“After she announced her engagement to someone else he came rushing to Staffordshire and confronted her. There are a whole series of letters that he wrote to her at that time, and this is when he is nearly 40 years old; these letters read like the letters of a 15-year-old boy. They’re absolutely delusional in their content – he believes that there is a pledge between the two of them that is just a fantasy.

“So, it seemed to me that far more than any of his political activity this cut to the heart of him psychologically.

“It gave a hint of why he became such an extreme character in later life and why he would just choose a particular path and plough down it to its absolute logical conclusion, even if self-destruction was the consequence.”

Michell believes that Powell’s divisive legacy does not detract from him being a fascinating character study.

“Whatever you think of Powell; whether you feel negatively or positively about him, he is an interesting figure because he rose so quickly in so many different spheres of life. He was regarded as an intellectual prodigy – he had an extremely successful academic career, an extremely successful military career followed by the beginnings of a successful political career, before it all unravelled.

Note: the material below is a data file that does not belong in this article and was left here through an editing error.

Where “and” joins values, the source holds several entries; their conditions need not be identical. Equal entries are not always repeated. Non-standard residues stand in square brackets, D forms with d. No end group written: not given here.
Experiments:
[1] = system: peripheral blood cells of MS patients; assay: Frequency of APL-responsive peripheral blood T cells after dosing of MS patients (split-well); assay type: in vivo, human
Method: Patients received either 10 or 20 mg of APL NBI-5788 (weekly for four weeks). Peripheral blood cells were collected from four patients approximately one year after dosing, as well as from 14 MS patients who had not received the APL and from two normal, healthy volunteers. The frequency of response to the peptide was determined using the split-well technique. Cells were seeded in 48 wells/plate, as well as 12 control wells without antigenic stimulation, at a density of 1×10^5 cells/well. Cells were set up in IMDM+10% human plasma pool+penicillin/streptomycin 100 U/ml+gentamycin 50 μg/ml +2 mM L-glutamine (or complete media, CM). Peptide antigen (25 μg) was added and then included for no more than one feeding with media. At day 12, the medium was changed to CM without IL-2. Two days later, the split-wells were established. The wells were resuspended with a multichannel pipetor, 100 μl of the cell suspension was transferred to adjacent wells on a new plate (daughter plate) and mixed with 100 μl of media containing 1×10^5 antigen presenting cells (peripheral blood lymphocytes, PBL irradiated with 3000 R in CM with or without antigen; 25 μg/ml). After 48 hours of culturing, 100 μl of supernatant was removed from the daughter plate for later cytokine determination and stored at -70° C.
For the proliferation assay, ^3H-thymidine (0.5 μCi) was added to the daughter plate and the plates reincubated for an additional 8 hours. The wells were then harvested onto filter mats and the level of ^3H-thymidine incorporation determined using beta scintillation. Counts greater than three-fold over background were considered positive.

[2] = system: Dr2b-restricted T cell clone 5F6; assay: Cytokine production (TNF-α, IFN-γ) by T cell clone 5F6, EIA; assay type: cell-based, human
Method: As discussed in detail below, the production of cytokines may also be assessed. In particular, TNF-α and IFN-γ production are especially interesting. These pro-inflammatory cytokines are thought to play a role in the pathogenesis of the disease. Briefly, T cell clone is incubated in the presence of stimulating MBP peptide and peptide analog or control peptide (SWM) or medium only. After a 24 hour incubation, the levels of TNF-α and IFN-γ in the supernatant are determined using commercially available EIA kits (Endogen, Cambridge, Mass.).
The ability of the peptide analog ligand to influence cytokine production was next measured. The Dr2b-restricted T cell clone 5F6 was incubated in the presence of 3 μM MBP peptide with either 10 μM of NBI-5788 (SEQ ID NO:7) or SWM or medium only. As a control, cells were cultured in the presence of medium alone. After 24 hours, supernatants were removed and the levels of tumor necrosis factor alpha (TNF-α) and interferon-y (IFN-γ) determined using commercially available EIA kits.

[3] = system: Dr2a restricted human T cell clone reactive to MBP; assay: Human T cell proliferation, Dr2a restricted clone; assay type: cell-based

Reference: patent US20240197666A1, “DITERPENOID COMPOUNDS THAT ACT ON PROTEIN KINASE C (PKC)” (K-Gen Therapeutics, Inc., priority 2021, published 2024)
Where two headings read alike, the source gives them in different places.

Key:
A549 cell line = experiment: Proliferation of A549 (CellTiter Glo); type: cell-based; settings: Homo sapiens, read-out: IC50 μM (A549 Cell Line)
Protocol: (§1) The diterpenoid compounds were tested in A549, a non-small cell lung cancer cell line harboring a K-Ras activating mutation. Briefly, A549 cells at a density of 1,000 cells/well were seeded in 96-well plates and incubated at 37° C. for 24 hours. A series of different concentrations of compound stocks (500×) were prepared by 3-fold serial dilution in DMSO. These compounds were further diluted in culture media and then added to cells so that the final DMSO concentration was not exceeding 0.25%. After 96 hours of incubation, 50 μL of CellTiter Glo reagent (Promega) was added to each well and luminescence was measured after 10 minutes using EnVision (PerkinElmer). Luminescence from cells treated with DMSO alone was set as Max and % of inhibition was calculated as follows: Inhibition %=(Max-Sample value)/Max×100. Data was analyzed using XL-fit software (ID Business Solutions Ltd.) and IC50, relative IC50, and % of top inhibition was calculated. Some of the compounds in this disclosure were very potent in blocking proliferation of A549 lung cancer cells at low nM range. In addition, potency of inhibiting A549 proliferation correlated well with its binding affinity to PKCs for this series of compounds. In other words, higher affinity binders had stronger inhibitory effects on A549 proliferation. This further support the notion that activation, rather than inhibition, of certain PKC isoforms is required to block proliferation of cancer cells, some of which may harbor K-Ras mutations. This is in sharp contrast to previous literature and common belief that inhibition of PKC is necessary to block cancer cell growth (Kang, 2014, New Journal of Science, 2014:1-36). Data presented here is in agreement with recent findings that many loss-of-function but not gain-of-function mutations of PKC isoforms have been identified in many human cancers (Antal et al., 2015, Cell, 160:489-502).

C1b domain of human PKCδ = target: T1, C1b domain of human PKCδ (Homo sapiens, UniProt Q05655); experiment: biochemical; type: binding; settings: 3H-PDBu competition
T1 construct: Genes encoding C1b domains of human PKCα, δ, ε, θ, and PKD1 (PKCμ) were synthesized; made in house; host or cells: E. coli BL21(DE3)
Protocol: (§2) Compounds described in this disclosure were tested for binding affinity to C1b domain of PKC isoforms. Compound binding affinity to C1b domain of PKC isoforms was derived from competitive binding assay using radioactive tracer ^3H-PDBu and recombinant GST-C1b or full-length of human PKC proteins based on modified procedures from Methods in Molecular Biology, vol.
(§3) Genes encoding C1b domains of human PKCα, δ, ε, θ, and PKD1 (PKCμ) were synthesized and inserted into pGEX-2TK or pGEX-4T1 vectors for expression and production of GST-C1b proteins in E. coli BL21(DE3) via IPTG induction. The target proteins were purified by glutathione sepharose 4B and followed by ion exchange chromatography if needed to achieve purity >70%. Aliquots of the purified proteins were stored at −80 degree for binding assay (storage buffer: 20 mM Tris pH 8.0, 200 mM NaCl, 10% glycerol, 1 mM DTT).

“There is something fascinating about how extreme his life was. He just threw himself into the ground with work throughout his life. So regardless of which camp you’re in - of course there are people who hero worship Enoch Powell and there are people who absolutely detest him - he is an interesting character study regardless.”

Colleagues of Michell believed he would grow increasingly attached to Powell as he became familiar with the intimate details of his life. For Michell, however, the more he uncovered the more negatively he viewed the man at the centre of his piece.

“Many people thought the more research you do the more you’ll find out what a misunderstood figure he was. It was the other way for me; the more I found out about him the more I felt his critics had a lot of substance to their criticism.

“It is principally his views on race. Several people are of the view that the ‘Rivers of blood’ speech isn’t a racist speech, that Powell isn’t a racist. The more you look at the rhetoric that he actually said, if you define racism as ‘do you see people differently according to the colour of his skin’ then there’s not much doubt that he did. He wanted the UK to remain a white country, that’s the substance of what he was saying.

“I also found with Powell that the legend surrounding him was self-created. Although a lot of people regard him as this great genius that foresaw a lot of developments in English politics; he made a lot of fundamental mistakes. I think that was true when he was an academic, true when he was in the army and true of his political career as well.”

The heart of the story is Powell’s realisation of his own self-deception regarding his relationship with a young woman.                                                                   

Only Powell himself knew whether this awakening triggered the events that followed.

The Tulip Tree is showing at the Drayton Arms Theatre from 31st March - 25th April.